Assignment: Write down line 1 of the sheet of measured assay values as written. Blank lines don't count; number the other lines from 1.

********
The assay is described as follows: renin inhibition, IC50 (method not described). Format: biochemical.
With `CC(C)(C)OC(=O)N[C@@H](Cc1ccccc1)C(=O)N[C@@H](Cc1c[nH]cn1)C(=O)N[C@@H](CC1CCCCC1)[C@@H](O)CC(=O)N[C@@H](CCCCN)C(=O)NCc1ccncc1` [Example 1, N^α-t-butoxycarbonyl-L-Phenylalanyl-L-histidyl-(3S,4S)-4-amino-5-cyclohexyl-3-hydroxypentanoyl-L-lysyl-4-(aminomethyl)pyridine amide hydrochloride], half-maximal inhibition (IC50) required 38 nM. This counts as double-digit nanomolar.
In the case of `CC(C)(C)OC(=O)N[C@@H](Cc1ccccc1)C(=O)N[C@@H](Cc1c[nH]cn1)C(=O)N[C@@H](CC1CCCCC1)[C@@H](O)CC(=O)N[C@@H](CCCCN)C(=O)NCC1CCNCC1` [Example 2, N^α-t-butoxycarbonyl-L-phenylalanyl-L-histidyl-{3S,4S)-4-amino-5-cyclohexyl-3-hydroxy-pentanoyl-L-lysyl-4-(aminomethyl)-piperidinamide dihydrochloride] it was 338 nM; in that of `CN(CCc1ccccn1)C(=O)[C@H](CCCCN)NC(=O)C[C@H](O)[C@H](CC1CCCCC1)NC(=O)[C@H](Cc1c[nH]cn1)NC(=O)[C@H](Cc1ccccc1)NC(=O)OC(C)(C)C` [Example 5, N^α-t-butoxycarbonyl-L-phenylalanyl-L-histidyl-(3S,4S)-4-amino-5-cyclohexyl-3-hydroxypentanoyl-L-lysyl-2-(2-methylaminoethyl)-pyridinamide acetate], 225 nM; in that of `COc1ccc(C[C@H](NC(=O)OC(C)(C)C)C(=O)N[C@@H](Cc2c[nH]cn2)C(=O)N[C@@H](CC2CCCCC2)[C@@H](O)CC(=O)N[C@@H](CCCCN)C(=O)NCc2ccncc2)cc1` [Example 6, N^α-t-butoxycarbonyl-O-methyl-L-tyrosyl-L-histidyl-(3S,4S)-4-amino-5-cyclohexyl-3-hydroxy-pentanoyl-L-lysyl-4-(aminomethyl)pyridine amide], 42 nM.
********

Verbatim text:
The assay is described as follows: renin inhibition, IC50 (method not described). Format: biochemical.